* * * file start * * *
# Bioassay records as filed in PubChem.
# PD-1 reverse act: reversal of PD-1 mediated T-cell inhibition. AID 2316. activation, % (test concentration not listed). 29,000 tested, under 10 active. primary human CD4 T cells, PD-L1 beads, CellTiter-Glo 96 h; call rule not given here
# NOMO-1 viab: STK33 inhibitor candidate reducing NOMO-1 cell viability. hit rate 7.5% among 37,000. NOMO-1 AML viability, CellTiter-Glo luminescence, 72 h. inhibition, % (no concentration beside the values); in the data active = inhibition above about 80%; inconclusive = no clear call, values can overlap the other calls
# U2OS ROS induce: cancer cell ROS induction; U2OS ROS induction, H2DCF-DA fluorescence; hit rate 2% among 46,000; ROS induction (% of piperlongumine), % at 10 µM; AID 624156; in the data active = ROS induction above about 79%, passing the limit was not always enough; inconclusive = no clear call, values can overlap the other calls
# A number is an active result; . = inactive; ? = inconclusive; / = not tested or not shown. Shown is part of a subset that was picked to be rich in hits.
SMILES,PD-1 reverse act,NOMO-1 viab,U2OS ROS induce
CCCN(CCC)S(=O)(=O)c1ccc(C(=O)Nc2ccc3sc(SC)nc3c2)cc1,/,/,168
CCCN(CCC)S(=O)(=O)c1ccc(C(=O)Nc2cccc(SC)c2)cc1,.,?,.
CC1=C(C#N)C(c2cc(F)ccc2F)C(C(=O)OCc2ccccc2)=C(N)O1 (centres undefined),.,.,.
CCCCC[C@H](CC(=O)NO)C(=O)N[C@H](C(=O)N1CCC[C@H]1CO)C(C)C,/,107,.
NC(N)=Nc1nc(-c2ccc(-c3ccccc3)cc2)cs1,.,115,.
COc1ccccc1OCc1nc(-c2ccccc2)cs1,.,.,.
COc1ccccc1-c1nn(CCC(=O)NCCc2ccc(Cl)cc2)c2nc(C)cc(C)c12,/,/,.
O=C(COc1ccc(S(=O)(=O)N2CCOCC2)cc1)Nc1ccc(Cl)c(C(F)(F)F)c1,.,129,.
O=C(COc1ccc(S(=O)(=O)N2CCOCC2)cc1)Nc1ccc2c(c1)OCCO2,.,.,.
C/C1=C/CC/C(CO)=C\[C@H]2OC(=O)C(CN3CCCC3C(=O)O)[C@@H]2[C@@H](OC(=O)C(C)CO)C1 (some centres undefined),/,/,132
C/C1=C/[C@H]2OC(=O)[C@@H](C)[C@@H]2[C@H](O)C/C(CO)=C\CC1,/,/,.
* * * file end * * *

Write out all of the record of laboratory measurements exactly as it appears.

# Bioassay records as filed in PubChem.
# PD-1 reverse act: reversal of PD-1 mediated T-cell inhibition. AID 2316. activation, % (test concentration not listed). 29,000 tested, under 10 active. primary human CD4 T cells, PD-L1 beads, CellTiter-Glo 96 h; call rule not given here
# NOMO-1 viab: STK33 inhibitor candidate reducing NOMO-1 cell viability. hit rate 7.5% among 37,000. NOMO-1 AML viability, CellTiter-Glo luminescence, 72 h. inhibition, % (no concentration beside the values); in the data active = inhibition above about 80%; inconclusive = no clear call, values can overlap the other calls
# U2OS ROS induce: cancer cell ROS induction; U2OS ROS induction, H2DCF-DA fluorescence; hit rate 2% among 46,000; ROS induction (% of piperlongumine), % at 10 µM; AID 624156; in the data active = ROS induction above about 79%, passing the limit was not always enough; inconclusive = no clear call, values can overlap the other calls
# A number is an active result; . = inactive; ? = inconclusive; / = not tested or not shown. Shown is part of a subset that was picked to be rich in hits.
SMILES,PD-1 reverse act,NOMO-1 viab,U2OS ROS induce
CCCN(CCC)S(=O)(=O)c1ccc(C(=O)Nc2ccc3sc(SC)nc3c2)cc1,/,/,168
CCCN(CCC)S(=O)(=O)c1ccc(C(=O)Nc2cccc(SC)c2)cc1,.,?,.
CC1=C(C#N)C(c2cc(F)ccc2F)C(C(=O)OCc2ccccc2)=C(N)O1 (centres undefined),.,.,.
CCCCC[C@H](CC(=O)NO)C(=O)N[C@H](C(=O)N1CCC[C@H]1CO)C(C)C,/,107,.
NC(N)=Nc1nc(-c2ccc(-c3ccccc3)cc2)cs1,.,115,.
COc1ccccc1OCc1nc(-c2ccccc2)cs1,.,.,.
COc1ccccc1-c1nn(CCC(=O)NCCc2ccc(Cl)cc2)c2nc(C)cc(C)c12,/,/,.
O=C(COc1ccc(S(=O)(=O)N2CCOCC2)cc1)Nc1ccc(Cl)c(C(F)(F)F)c1,.,129,.
O=C(COc1ccc(S(=O)(=O)N2CCOCC2)cc1)Nc1ccc2c(c1)OCCO2,.,.,.
C/C1=C/CC/C(CO)=C\[C@H]2OC(=O)C(CN3CCCC3C(=O)O)[C@@H]2[C@@H](OC(=O)C(C)CO)C1 (some centres undefined),/,/,132
C/C1=C/[C@H]2OC(=O)[C@@H](C)[C@@H]2[C@H](O)C/C(CO)=C\CC1,/,/,.